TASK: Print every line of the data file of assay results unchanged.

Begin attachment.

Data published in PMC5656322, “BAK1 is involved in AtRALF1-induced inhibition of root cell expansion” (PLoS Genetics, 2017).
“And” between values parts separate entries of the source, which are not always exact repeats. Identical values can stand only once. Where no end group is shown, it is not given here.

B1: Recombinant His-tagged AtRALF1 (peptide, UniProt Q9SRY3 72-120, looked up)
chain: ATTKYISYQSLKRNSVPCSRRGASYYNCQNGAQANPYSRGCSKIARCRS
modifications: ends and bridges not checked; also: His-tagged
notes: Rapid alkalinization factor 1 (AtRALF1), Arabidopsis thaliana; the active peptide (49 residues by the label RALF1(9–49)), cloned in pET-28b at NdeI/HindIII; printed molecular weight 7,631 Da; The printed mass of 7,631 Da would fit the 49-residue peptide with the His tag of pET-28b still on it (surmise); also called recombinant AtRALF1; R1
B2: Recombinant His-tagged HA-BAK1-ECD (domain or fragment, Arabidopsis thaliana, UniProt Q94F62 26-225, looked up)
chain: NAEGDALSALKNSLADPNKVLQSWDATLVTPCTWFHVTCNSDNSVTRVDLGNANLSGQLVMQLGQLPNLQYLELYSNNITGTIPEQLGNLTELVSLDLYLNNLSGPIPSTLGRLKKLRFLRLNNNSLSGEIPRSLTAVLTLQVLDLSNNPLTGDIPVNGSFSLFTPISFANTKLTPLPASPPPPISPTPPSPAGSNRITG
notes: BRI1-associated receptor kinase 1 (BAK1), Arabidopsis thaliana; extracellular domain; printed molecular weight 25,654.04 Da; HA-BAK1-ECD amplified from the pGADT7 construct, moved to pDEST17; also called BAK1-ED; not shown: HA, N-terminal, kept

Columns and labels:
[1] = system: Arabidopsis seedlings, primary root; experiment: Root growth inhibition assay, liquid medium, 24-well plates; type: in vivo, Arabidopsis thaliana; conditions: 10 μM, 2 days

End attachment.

Data published in PMC5656322, “BAK1 is involved in AtRALF1-induced inhibition of root cell expansion” (PLoS Genetics, 2017).
“And” between values parts separate entries of the source, which are not always exact repeats. Identical values can stand only once. Where no end group is shown, it is not given here.

B1: Recombinant His-tagged AtRALF1 (peptide, UniProt Q9SRY3 72-120, looked up)
chain: ATTKYISYQSLKRNSVPCSRRGASYYNCQNGAQANPYSRGCSKIARCRS
modifications: ends and bridges not checked; also: His-tagged
notes: Rapid alkalinization factor 1 (AtRALF1), Arabidopsis thaliana; the active peptide (49 residues by the label RALF1(9–49)), cloned in pET-28b at NdeI/HindIII; printed molecular weight 7,631 Da; The printed mass of 7,631 Da would fit the 49-residue peptide with the His tag of pET-28b still on it (surmise); also called recombinant AtRALF1; R1
B2: Recombinant His-tagged HA-BAK1-ECD (domain or fragment, Arabidopsis thaliana, UniProt Q94F62 26-225, looked up)
chain: NAEGDALSALKNSLADPNKVLQSWDATLVTPCTWFHVTCNSDNSVTRVDLGNANLSGQLVMQLGQLPNLQYLELYSNNITGTIPEQLGNLTELVSLDLYLNNLSGPIPSTLGRLKKLRFLRLNNNSLSGEIPRSLTAVLTLQVLDLSNNPLTGDIPVNGSFSLFTPISFANTKLTPLPASPPPPISPTPPSPAGSNRITG
notes: BRI1-associated receptor kinase 1 (BAK1), Arabidopsis thaliana; extracellular domain; printed molecular weight 25,654.04 Da; HA-BAK1-ECD amplified from the pGADT7 construct, moved to pDEST17; also called BAK1-ED; not shown: HA, N-terminal, kept

Columns and labels:
[1] = system: Arabidopsis seedlings, primary root; experiment: Root growth inhibition assay, liquid medium, 24-well plates; type: in vivo, Arabidopsis thaliana; conditions: 10 μM, 2 days